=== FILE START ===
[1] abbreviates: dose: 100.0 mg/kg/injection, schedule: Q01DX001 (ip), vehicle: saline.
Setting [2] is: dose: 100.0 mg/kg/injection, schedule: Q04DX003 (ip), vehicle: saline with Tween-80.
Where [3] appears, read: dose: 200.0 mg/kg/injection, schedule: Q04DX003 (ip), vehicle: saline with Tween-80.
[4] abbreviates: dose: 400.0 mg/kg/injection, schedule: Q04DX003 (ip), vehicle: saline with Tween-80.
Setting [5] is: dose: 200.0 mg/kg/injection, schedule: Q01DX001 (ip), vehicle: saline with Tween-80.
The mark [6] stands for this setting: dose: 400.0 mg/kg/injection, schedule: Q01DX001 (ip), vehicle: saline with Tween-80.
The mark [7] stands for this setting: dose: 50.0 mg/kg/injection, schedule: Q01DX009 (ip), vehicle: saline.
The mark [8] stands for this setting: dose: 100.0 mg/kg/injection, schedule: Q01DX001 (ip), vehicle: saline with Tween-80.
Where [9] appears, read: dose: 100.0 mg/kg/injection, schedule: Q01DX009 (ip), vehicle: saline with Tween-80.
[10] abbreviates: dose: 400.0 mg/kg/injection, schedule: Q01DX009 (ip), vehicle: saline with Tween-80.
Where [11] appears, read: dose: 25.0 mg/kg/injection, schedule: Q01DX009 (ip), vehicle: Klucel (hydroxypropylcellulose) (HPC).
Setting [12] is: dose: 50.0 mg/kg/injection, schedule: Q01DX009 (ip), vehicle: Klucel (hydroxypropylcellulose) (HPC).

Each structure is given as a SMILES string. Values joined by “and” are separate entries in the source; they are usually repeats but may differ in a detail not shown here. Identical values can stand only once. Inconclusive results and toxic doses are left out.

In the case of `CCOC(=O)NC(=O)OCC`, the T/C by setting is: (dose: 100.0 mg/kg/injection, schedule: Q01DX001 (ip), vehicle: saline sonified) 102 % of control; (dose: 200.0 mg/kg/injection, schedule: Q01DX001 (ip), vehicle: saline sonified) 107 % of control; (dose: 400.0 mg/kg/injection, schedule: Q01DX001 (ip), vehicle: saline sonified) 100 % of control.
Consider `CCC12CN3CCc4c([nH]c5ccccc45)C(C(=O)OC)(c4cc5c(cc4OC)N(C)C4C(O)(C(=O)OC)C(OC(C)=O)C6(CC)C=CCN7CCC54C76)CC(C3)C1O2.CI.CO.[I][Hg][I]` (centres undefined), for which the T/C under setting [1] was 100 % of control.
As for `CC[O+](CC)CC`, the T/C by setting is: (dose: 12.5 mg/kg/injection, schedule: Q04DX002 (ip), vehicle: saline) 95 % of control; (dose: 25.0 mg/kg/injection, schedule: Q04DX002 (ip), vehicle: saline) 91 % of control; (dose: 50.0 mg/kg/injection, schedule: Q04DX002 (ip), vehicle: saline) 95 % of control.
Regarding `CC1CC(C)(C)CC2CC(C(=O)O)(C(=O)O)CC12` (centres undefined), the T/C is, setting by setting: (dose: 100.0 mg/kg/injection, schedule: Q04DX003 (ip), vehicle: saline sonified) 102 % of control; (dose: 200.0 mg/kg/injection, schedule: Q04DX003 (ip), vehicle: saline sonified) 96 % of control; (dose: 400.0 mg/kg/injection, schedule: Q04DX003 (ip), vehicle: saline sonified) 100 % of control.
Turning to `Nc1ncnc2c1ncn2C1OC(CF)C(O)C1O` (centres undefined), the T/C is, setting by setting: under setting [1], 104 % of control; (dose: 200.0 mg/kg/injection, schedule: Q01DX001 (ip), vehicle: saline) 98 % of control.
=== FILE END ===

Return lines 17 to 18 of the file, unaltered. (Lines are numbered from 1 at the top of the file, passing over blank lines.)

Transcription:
Regarding `CC1CC(C)(C)CC2CC(C(=O)O)(C(=O)O)CC12` (centres undefined), the T/C is, setting by setting: (dose: 100.0 mg/kg/injection, schedule: Q04DX003 (ip), vehicle: saline sonified) 102 % of control; (dose: 200.0 mg/kg/injection, schedule: Q04DX003 (ip), vehicle: saline sonified) 96 % of control; (dose: 400.0 mg/kg/injection, schedule: Q04DX003 (ip), vehicle: saline sonified) 100 % of control.
Turning to `Nc1ncnc2c1ncn2C1OC(CF)C(O)C1O` (centres undefined), the T/C is, setting by setting: under setting [1], 104 % of control; (dose: 200.0 mg/kg/injection, schedule: Q01DX001 (ip), vehicle: saline) 98 % of control.